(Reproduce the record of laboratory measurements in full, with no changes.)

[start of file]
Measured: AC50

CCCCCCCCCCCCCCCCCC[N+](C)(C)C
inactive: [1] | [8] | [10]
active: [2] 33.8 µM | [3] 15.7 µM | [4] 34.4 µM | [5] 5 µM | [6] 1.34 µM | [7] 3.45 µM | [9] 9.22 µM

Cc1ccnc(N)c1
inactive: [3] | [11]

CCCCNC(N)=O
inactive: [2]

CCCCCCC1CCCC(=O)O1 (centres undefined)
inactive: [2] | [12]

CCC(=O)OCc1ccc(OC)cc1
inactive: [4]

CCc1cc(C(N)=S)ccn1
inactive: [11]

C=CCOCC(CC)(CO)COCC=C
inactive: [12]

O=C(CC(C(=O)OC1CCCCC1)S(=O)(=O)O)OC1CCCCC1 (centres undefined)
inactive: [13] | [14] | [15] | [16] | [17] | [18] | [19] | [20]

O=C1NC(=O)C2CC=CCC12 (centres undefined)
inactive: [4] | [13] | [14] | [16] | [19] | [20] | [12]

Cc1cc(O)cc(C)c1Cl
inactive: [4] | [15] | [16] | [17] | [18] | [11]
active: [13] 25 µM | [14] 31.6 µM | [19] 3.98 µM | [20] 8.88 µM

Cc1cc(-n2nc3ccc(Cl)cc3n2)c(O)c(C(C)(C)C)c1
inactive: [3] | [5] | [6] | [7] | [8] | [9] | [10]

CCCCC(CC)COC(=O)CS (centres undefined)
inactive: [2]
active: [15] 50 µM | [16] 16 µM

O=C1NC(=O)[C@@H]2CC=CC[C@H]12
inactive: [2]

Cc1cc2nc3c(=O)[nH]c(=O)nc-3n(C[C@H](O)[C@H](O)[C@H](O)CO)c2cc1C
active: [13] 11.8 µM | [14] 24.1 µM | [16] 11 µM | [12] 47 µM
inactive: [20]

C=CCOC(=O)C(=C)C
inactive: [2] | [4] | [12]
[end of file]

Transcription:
Measured: AC50

CCCCCCCCCCCCCCCCCC[N+](C)(C)C
inactive: [1] | [8] | [10]
active: [2] 33.8 µM | [3] 15.7 µM | [4] 34.4 µM | [5] 5 µM | [6] 1.34 µM | [7] 3.45 µM | [9] 9.22 µM

Cc1ccnc(N)c1
inactive: [3] | [11]

CCCCNC(N)=O
inactive: [2]

CCCCCCC1CCCC(=O)O1 (centres undefined)
inactive: [2] | [12]

CCC(=O)OCc1ccc(OC)cc1
inactive: [4]

CCc1cc(C(N)=S)ccn1
inactive: [11]

C=CCOCC(CC)(CO)COCC=C
inactive: [12]

O=C(CC(C(=O)OC1CCCCC1)S(=O)(=O)O)OC1CCCCC1 (centres undefined)
inactive: [13] | [14] | [15] | [16] | [17] | [18] | [19] | [20]

O=C1NC(=O)C2CC=CCC12 (centres undefined)
inactive: [4] | [13] | [14] | [16] | [19] | [20] | [12]

Cc1cc(O)cc(C)c1Cl
inactive: [4] | [15] | [16] | [17] | [18] | [11]
active: [13] 25 µM | [14] 31.6 µM | [19] 3.98 µM | [20] 8.88 µM

Cc1cc(-n2nc3ccc(Cl)cc3n2)c(O)c(C(C)(C)C)c1
inactive: [3] | [5] | [6] | [7] | [8] | [9] | [10]

CCCCC(CC)COC(=O)CS (centres undefined)
inactive: [2]
active: [15] 50 µM | [16] 16 µM

O=C1NC(=O)[C@@H]2CC=CC[C@H]12
inactive: [2]

Cc1cc2nc3c(=O)[nH]c(=O)nc-3n(C[C@H](O)[C@H](O)[C@H](O)CO)c2cc1C
active: [13] 11.8 µM | [14] 24.1 µM | [16] 11 µM | [12] 47 µM
inactive: [20]

C=CCOC(=O)C(=C)C
inactive: [2] | [4] | [12]